The Environment Agency enables partnerships to come together and improve the local environment to benefit wildlife and communities. Catchment Coordinator for the West Midlands Environment Programme team, Adam Noon, tells us more about removing Ackers Weir on the River Cole in East Birmingham.
“I help develop projects to improve the water environment and a key part of my job is to work with a wide range of partner organisations and stakeholders, such as local authorities, eNGOs, universities, community groups and other statutory agencies. I provide specialist technical support, help to secure funding and bring people together into strong partnerships. The EA often provides funding for projects, matching contributions from partners, and in that case I’ll sit on the steering board to ensure it’s being delivered in line with our targets.
Much of my work is focused on the urban environments of Birmingham and the Black Country, so my issues tend to be related to urbanisation and the physical modification of watercourses.
Before taking this role at the EA, I worked as an ecologist for a Local Authority, so I’m enjoying the new challenge this role brings and learning a lot. I enjoy working with partners the most and seeing complex projects that can take a long time to develop finally come to fruition.
Removing Ackers Weir, an historic river problem
One of our recent successes is removing Ackers Weir, a 2.6 metre high concrete barrier on the River Cole. The original weir was constructed in 1852 by Webster and Horsfall, a local metal works. The weir provided a water supply that was used to form and cool the metal. The whole time the weir has existed it has significantly disrupted all natural river processes, with sediments trapped upstream and no opportunity for the natural migration of fish and other aquatic organisms. It’s fair to say that back in 1852 there just wasn’t the understanding we have now of how environmentally damaging these structures could be! In total, there was 500m3 of contaminated sediments trapped behind the weir, containing a wide range of pollutants including heavy metals and hydrocarbons. It was a very depleted stretch of river.
Removing the 300-tonne concrete weir has been an EA aspiration for 15 years and in October 2022, working in partnership with the University of Birmingham, this finally became a reality. The project was so successful that it was shortlisted for the Dam Removal Europe Award, a prestigious international award.
Removing the weir and associated bed regrading means fish can now migrate for the first time in 170 years. It has restored natural processes and we have recorded significant water quality improvements. People are saying ‘we can now hear the river’ which, due to the impoundment, had previously been silent. Removing this weir is just the beginning of a long-term aspiration to enhance this degraded area of East Birmingham.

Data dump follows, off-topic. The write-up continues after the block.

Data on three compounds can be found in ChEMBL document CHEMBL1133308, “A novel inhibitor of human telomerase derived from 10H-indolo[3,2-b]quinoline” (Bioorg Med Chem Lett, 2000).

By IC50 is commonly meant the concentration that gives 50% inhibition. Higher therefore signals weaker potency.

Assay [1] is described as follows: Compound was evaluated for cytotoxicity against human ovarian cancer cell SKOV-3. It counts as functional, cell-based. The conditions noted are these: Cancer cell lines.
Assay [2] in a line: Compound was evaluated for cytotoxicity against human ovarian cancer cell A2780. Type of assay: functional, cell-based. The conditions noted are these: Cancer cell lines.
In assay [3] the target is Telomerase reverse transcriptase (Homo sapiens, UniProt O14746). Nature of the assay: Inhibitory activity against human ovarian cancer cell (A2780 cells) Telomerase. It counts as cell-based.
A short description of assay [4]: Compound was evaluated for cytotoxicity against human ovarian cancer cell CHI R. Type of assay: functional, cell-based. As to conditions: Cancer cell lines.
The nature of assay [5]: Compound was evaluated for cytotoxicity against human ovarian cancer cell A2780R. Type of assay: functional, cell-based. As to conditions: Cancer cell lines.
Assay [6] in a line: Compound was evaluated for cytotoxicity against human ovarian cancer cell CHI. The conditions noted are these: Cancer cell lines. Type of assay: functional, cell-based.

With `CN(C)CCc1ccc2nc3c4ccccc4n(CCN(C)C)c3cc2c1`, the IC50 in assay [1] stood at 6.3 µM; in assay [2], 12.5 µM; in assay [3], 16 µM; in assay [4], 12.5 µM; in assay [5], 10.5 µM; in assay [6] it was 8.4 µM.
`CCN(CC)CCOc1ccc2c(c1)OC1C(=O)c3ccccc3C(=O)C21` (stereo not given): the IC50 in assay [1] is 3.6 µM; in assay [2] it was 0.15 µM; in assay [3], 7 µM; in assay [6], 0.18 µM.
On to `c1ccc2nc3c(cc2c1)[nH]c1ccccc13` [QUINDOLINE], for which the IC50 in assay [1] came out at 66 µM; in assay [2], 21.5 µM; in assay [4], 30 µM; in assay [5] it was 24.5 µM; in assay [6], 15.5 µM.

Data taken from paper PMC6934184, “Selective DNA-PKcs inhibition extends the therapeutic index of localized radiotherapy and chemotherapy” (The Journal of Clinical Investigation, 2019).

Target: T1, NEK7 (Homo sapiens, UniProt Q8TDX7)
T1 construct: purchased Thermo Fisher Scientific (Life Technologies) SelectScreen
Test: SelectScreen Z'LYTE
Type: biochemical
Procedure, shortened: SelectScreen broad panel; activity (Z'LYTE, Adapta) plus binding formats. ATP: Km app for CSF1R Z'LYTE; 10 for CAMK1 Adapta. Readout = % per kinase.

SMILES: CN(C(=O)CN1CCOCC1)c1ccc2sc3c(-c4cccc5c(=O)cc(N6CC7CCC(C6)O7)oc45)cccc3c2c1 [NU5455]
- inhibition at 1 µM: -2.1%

Not just a weir removal…
This project came with a wide range of challenges and constraints including very restricted access, lack of funding, contaminated silts, asbestos, invasive species and lack of community engagement. It required a huge collaborative effort to make it happen. The removal of the weir as a stand-alone project didn’t stack up financially, so we worked with partners to develop a wider project called the River Cole Community Commons Project. This included restoring and rehabilitating 55 acres of neglected land adjacent to the weir. This enabled us to access match funding through European Regional Development Funds to create a project that not only enhanced wildlife but also engaged local communities. It was really challenging to get the community to believe the project was worth it, as the area has been known for years as the ‘lost world’ with poor access, litter, fly-tipping and anti-social behaviour. This project was as much about inspiring people to get involved and see it as their space too.
The original plan for this project was to take the weir out and deliver a 900m river restoration project further downstream. Unfortunately, we didn’t have sufficient funding to achieve this, so we are working hard with the University of Birmingham to secure additional funding to deliver this next year. The renaturalisation will create meanders, re-profile banks and in-channel features which will improve the habitat and access for people to enjoy again. This is just the beginning of work in this area, and we are already looking at other restoration opportunities along the River Cole and wider catchment.
I am also working on a separate project with the University of Birmingham and Birmingham & Black Country Wildlife Trust to create a network of citizen scientists across Birmingham who will be responsible for monitoring river health and water quality, called Birmingham River Champions.
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